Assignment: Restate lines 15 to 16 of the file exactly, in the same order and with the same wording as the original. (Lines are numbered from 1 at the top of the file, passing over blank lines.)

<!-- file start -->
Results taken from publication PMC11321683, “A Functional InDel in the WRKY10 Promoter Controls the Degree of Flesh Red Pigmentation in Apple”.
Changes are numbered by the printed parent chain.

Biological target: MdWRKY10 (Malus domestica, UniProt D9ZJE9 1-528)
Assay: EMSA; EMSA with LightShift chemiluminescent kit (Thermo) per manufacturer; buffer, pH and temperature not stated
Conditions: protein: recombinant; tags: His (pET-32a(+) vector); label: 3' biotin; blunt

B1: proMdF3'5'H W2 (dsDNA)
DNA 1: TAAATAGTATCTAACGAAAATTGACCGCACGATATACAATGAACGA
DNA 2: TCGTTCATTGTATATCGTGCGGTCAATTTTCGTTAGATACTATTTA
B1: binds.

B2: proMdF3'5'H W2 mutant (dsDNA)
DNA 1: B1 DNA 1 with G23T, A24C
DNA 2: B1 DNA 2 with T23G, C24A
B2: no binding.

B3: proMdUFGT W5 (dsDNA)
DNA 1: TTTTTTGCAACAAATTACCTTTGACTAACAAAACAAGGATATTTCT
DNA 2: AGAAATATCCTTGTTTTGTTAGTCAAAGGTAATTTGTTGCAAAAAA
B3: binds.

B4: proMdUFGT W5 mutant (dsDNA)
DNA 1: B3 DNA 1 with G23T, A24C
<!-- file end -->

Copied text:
DNA 1: TTTTTTGCAACAAATTACCTTTGACTAACAAAACAAGGATATTTCT
DNA 2: AGAAATATCCTTGTTTTGTTAGTCAAAGGTAATTTGTTGCAAAAAA